What Brotherhood Did for My Faith
'We need friends who inspire us to a higher level of holiness and lead us on the path to heaven'
“As iron sharpens iron, so one person sharpens another” (Proverbs 27:17).
Kenya’s David Rudisha holds the world record for the 800 meter race, which he ran in 1 minute, 40.91 seconds, in August 9, 2012. His incredible pace pushed all the runners to incredible times: “With Rudisha breaking 1:41, two men under 1:42, five under 1:43, and all eight under 1:44, it was the greatest-depth 800m race in history,” said the International Association of Athletes.
It was the first time in the history of international 800 meter competition that every runner either ran a personal best or a season’s best.
“I don’t need a friend who changes when I change and who nods when I nod; my shadow does that much better.”
Friends should inspire and challenge us to be better Christians, better spouses, better professionals. In working with men and women on their spiritual journeys, I often ask, “Do your friends love their spouses? Do your friends give their time, treasure and talent to help those in need? Do your friends know and love Jesus Christ, and can you talk freely about your faith with them in a social setting?”
During my high school and college years, I had the blessing of being a part of the Regnum Christi, a movement of apostolate connected with the Legionaries of Christ. We had weekly meetings on Sunday evening to discuss a Gospel reading and a relevant case study that would challenge us to be better apostles and more authentic Catholics.
This band of brothers held me accountable to very high moral standards, and their presence in my high school hallways, chapels and athletic fields constantly encouraged me to live with excellence in mind. One of the members of this team, Kevin Jones (not his real name), became my roommate at Michigan State; his impact on my soul during these formative years was massive.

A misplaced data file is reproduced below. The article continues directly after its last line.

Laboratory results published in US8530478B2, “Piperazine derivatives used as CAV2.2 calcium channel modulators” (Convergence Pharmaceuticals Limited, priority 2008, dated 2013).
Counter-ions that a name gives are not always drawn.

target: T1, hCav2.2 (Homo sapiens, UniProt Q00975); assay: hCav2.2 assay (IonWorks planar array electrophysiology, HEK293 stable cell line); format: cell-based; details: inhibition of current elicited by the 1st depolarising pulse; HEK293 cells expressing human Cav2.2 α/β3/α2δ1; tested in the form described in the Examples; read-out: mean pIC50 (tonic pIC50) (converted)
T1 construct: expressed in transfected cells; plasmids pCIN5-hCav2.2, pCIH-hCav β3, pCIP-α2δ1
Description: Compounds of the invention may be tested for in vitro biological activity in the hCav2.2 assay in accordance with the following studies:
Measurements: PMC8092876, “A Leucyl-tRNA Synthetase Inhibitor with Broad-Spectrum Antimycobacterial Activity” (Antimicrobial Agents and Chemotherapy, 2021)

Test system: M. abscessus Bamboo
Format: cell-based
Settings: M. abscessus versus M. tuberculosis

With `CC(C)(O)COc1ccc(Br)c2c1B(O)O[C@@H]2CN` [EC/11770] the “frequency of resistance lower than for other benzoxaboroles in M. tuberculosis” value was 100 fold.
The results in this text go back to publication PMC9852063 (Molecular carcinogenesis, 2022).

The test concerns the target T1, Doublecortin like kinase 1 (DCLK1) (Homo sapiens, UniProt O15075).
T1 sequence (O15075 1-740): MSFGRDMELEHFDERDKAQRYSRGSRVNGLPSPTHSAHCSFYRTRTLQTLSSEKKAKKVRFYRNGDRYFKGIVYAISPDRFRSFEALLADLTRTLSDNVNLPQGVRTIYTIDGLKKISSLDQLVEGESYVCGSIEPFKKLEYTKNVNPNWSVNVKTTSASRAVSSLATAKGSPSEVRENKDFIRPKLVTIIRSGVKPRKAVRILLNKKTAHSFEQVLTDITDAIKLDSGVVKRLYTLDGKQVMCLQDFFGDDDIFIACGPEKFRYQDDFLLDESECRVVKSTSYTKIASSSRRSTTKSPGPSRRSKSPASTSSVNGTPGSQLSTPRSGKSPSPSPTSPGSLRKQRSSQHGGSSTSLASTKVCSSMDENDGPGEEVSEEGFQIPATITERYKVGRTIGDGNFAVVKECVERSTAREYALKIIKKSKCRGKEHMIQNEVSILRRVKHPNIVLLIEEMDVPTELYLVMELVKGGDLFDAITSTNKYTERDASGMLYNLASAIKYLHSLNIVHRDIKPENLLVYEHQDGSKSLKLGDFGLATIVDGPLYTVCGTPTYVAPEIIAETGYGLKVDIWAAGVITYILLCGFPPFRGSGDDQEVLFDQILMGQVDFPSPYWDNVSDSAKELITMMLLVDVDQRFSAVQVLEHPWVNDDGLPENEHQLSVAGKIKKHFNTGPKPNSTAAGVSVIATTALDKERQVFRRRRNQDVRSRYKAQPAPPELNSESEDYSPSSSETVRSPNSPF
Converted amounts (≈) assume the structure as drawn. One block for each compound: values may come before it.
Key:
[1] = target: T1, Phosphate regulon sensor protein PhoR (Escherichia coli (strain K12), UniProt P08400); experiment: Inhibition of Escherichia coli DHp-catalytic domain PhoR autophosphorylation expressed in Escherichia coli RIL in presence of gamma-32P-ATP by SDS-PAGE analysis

He came up with the idea that we would have to pay each other $25 if we ever came back to our dorm room drunk — and he never had to pay me a penny. He often helped me discern which friends we could trust, which girls would be appropriate to date, and which parties were OK to attend (and which were too out-of-control and needed to be avoided).
He outhustled everyone in our basketball games, and he was known to look for the open man before “forcing” a shot. He noticed when you were down, and his creative sense of humor would kick in to immediately pick you back up again. Kevin prayed his rosary every day (even when he came in really late, I would see him kneel on the floor and bring out the beads). He meditated on Scripture before going to bed, went to Mass every Sunday and regular Confession, and he pursued excellence in every aspect of his life, including basically straight-As in electrical engineering.
He was my “David Rudisha,” and without a doubt, his friendship pushed me to a different level.
The Greek historian Plutarch stated: “I don’t need a friend who changes when I change and who nods when I nod; my shadow does that much better.” We don’t need friends who foster mediocrity. We need friends who will inspire us to a higher level of holiness and self-giving, friends who will lead us on the path to heaven — and friends who remind us of who we are and whom we are called to be.